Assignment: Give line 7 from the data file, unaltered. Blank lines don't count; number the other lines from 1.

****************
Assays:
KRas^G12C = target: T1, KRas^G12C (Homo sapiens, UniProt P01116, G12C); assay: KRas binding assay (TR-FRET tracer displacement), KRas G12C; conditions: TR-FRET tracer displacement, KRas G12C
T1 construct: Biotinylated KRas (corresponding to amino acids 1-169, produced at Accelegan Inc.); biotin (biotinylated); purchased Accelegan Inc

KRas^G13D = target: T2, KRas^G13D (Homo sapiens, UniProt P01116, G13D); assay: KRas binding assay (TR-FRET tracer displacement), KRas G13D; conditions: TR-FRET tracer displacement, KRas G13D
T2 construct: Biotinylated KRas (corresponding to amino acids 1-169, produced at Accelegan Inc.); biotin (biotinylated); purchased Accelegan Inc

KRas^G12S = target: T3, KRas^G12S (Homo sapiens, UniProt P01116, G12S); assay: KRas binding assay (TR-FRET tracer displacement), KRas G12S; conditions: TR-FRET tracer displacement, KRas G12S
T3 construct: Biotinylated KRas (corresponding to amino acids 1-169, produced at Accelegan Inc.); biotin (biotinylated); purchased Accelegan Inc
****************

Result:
T3 construct: Biotinylated KRas (corresponding to amino acids 1-169, produced at Accelegan Inc.); biotin (biotinylated); purchased Accelegan Inc